When employees don't get the necessary information to perform their jobs, including the answers to the Fundamental Four Questions, they tend to "fill in the blanks" with their own assumptions, and their assumptions are often worst-case scenarios.
This is not necessarily a reflection on the leader. It's our natural human insecurity. We often assume the worst in the absence of evidence to the contrary. Lack of information and unanswered questions can start the silence spiral:
- Silence leads to doubt;
- Doubt leads to fear;
- Fear leads to panic;
- Panic leads to worst-case thinking.
The silence spiral undermines trust and puts a damper on passion. It can take five minutes or five weeks to play out, but in most cases, it happens more rapidly than we would imagine. A closed office door, a vague reply to an honest question, an unreciprocated greeting as you pass in the hallway, or a canceled one-on-one meeting can trigger the silence spiral.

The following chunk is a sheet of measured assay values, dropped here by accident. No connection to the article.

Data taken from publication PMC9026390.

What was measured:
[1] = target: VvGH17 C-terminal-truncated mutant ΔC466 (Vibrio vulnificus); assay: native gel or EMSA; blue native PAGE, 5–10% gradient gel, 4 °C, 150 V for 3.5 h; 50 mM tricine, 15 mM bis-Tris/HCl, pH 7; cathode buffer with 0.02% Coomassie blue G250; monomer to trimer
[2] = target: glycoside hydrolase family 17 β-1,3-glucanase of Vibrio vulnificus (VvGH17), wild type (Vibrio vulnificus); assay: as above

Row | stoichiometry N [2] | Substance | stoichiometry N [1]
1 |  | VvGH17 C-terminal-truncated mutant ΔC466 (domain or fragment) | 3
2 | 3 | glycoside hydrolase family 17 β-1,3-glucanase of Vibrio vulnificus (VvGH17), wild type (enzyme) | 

Prevent the silence spiral by proactively explaining expectations. Nothing compares to hearing the facts directly from the boss. For example, if you learn about a new project or change that won't affect your team for a few months, go ahead and give them a heads-up now. They can start preparing, or at minimum, they won't be caught off guard or be inclined to listen to and perpetuate rumors. Inspiring coaches realize they are not really protecting their teams by keeping them in the dark.
Employees will either find out difficult truths on their own or may make assumptions that are worse than reality. More important, silence chips away at trust and leadership credibility.
So, use every interaction, meeting, and communication to explain expectations.